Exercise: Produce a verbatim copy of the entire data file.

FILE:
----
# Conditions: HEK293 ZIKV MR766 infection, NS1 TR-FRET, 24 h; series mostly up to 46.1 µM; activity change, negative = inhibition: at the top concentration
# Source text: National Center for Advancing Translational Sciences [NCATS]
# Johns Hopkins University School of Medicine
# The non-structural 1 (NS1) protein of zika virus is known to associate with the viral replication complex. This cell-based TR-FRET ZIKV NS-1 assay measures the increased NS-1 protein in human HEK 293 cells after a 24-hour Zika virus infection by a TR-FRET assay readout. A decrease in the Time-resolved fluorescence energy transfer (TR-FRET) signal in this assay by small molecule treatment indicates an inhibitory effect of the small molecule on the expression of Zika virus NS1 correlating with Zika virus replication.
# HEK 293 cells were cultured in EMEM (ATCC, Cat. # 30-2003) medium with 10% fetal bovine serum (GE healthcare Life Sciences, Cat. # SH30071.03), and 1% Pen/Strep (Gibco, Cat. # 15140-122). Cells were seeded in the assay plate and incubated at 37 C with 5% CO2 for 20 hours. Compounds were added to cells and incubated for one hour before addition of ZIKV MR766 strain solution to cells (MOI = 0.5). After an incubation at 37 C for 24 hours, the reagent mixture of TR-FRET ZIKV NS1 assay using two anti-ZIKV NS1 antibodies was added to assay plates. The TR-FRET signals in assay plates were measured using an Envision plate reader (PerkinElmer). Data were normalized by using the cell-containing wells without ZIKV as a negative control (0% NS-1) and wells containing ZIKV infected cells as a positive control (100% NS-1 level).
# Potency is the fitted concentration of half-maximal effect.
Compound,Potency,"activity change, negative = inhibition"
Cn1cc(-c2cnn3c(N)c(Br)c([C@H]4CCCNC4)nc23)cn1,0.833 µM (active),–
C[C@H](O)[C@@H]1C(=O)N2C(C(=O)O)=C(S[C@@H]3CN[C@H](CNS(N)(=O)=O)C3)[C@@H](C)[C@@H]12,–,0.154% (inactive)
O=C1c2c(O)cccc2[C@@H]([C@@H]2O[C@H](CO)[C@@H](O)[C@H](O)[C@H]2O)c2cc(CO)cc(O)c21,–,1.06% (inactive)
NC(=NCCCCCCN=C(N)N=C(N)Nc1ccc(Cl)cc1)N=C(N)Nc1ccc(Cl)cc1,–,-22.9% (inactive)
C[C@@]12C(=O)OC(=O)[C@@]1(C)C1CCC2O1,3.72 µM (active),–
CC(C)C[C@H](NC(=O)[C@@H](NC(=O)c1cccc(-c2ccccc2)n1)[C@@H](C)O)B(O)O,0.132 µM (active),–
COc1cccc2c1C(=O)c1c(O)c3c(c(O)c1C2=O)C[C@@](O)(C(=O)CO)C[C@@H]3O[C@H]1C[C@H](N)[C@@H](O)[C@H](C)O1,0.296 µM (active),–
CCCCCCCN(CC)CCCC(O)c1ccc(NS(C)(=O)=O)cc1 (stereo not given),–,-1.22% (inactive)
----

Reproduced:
# Conditions: HEK293 ZIKV MR766 infection, NS1 TR-FRET, 24 h; series mostly up to 46.1 µM; activity change, negative = inhibition: at the top concentration
# Source text: National Center for Advancing Translational Sciences [NCATS]
# Johns Hopkins University School of Medicine
# The non-structural 1 (NS1) protein of zika virus is known to associate with the viral replication complex. This cell-based TR-FRET ZIKV NS-1 assay measures the increased NS-1 protein in human HEK 293 cells after a 24-hour Zika virus infection by a TR-FRET assay readout. A decrease in the Time-resolved fluorescence energy transfer (TR-FRET) signal in this assay by small molecule treatment indicates an inhibitory effect of the small molecule on the expression of Zika virus NS1 correlating with Zika virus replication.
# HEK 293 cells were cultured in EMEM (ATCC, Cat. # 30-2003) medium with 10% fetal bovine serum (GE healthcare Life Sciences, Cat. # SH30071.03), and 1% Pen/Strep (Gibco, Cat. # 15140-122). Cells were seeded in the assay plate and incubated at 37 C with 5% CO2 for 20 hours. Compounds were added to cells and incubated for one hour before addition of ZIKV MR766 strain solution to cells (MOI = 0.5). After an incubation at 37 C for 24 hours, the reagent mixture of TR-FRET ZIKV NS1 assay using two anti-ZIKV NS1 antibodies was added to assay plates. The TR-FRET signals in assay plates were measured using an Envision plate reader (PerkinElmer). Data were normalized by using the cell-containing wells without ZIKV as a negative control (0% NS-1) and wells containing ZIKV infected cells as a positive control (100% NS-1 level).
# Potency is the fitted concentration of half-maximal effect.
Compound,Potency,"activity change, negative = inhibition"
Cn1cc(-c2cnn3c(N)c(Br)c([C@H]4CCCNC4)nc23)cn1,0.833 µM (active),–
C[C@H](O)[C@@H]1C(=O)N2C(C(=O)O)=C(S[C@@H]3CN[C@H](CNS(N)(=O)=O)C3)[C@@H](C)[C@@H]12,–,0.154% (inactive)
O=C1c2c(O)cccc2[C@@H]([C@@H]2O[C@H](CO)[C@@H](O)[C@H](O)[C@H]2O)c2cc(CO)cc(O)c21,–,1.06% (inactive)
NC(=NCCCCCCN=C(N)N=C(N)Nc1ccc(Cl)cc1)N=C(N)Nc1ccc(Cl)cc1,–,-22.9% (inactive)
C[C@@]12C(=O)OC(=O)[C@@]1(C)C1CCC2O1,3.72 µM (active),–
CC(C)C[C@H](NC(=O)[C@@H](NC(=O)c1cccc(-c2ccccc2)n1)[C@@H](C)O)B(O)O,0.132 µM (active),–
COc1cccc2c1C(=O)c1c(O)c3c(c(O)c1C2=O)C[C@@](O)(C(=O)CO)C[C@@H]3O[C@H]1C[C@H](N)[C@@H](O)[C@H](C)O1,0.296 µM (active),–
CCCCCCCN(CC)CCCC(O)c1ccc(NS(C)(=O)=O)cc1 (stereo not given),–,-1.22% (inactive)